In Strongest Defence of Indo-Pacific Concept, India Invokes History—And It’s the Right Move

Kanwal Sibal
·8-min read

External Affairs Minister S. Jaishankar stoutly defended the Indo-Pacific concept at the Raisina Dialogue 2021. It was the strongest defence India has ever made, and blunt at that. It gains importance from the fact that this concept has not only been denounced by China, which is not surprising, but by Russia too. That Jaishankar was vigorous in his comments soon after Russian Foreign Minister Sergey Lavrov opposed the concept during his recent visit to India and alluded to it obliquely as “Asian NATO” shows that India is no longer willing to be defensive on the issue.

China could argue that the concept is intended to counter its maritime expansion. Though if China had not made illegal claims in the South China Sea, took control of and militarised reefs in these waters, even creating artificial islands by dredging to extend its military reach in this space, the Indo-Pacific concept in this defensive sense, driven by China’s illegal sovereignty claims and concerns about the massive expansion of its navy, would not have emerged.

Russia’s strong and repeated opposition to the concept, however, does not appear to have any compelling logic, as the concept is not directed at it strategically. Russia is not acting illegally in the western Pacific, it is not challenging Japan in the East China Sea, and nor is it threatening Taiwan. It is not frenetically expanding its navy, nor is its operations in the western Pacific or the Indian Ocean a cause of strategic concern. Russia has no version of China’s maritime silk route; it is not developing ports in key locations in the Indian Ocean to support its maritime expansion with military objectives.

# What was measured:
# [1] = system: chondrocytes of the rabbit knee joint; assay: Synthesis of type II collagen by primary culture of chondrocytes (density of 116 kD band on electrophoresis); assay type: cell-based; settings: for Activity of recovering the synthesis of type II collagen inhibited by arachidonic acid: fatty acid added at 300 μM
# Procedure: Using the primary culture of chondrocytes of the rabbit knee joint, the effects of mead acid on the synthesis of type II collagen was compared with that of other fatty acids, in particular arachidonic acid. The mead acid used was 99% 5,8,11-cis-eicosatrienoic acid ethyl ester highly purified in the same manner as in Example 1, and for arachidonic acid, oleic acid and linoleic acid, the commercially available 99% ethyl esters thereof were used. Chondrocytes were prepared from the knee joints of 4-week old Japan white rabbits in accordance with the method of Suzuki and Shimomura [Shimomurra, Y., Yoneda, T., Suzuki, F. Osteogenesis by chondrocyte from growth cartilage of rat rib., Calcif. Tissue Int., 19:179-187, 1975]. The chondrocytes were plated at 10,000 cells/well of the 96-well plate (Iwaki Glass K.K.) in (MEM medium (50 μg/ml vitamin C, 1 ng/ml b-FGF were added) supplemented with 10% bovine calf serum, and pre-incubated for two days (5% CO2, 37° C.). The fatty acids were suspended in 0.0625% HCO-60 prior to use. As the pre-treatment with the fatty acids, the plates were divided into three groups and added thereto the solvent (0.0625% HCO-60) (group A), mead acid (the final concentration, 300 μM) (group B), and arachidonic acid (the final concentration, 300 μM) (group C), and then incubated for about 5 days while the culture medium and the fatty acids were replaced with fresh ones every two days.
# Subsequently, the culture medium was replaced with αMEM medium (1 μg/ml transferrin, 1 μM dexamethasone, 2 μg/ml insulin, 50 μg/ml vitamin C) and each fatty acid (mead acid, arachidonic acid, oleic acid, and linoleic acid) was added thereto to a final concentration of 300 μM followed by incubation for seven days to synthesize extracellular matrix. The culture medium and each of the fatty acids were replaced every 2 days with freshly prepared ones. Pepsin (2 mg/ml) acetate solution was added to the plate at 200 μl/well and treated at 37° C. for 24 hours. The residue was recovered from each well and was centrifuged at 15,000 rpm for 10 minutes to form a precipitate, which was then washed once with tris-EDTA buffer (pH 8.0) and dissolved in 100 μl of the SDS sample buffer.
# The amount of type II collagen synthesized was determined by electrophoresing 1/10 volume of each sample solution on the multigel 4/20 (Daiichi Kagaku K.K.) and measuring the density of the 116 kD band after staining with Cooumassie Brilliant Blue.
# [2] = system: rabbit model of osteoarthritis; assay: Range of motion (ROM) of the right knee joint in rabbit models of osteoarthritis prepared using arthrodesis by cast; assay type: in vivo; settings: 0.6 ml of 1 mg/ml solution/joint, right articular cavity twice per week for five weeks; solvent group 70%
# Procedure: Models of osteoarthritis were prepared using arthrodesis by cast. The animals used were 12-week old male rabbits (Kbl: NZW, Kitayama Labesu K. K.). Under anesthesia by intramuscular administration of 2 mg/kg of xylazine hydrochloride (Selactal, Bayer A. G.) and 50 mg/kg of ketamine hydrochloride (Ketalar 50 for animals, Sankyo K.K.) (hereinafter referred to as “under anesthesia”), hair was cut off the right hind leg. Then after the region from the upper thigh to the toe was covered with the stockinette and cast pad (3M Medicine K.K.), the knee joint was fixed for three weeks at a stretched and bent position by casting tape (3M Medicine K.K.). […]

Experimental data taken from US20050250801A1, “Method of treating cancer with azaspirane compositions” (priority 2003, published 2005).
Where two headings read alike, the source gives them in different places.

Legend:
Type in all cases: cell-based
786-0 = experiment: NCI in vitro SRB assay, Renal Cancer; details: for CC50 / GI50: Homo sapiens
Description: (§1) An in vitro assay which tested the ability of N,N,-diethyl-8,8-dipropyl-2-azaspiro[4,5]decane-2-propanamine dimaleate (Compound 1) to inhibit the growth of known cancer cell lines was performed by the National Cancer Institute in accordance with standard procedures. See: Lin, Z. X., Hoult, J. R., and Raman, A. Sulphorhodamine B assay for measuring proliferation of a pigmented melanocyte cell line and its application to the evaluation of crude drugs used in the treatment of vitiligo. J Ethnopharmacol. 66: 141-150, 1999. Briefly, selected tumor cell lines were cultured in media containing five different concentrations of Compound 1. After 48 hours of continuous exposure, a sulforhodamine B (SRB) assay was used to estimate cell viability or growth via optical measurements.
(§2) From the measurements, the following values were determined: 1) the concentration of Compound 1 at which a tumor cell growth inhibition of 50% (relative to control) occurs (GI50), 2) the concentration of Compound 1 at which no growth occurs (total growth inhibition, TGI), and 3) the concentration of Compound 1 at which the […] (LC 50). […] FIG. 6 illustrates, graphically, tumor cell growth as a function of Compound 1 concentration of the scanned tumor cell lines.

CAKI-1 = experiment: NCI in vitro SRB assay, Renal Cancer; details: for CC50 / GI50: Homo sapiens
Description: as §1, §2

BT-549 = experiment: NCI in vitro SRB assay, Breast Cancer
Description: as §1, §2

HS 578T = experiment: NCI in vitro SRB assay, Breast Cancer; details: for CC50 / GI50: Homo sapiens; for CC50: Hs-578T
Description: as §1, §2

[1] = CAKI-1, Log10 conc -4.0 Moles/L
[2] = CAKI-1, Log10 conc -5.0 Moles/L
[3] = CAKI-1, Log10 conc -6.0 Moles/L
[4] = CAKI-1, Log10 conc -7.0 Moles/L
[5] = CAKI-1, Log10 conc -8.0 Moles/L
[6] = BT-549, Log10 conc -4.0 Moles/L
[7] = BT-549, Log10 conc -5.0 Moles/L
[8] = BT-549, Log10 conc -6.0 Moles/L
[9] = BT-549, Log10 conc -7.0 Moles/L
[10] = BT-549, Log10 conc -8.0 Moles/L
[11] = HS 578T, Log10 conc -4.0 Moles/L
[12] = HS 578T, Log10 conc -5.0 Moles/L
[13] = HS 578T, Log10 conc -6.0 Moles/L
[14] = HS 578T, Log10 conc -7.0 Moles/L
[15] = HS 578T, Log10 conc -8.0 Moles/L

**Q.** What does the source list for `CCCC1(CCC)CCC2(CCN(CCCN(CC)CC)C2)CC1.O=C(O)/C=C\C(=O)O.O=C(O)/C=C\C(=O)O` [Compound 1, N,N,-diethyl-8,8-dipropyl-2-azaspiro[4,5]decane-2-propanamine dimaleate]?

If Russia’s intention is to lend diplomatic support to China and oppose the US plans to curb China’s ambitions, there is little reason, from India’s point of view, to implicitly criticise India’s support for the concept that derives its logic from China’s adversarial policies towards India. New Delhi, in fact, has sought to bring Russia into the fold of the Indo-Pacific through initiatives such as the Vladivostok-Chennai maritime corridor. Besides, India is doing regular maritime exercises with Russia in the Indian Ocean and has done them in the Pacific too. India regards Russia as a legitimate Pacific power. Russia also has close ties with countries like Vietnam which has been subject to Chinese bullying tactics in the South China Sea.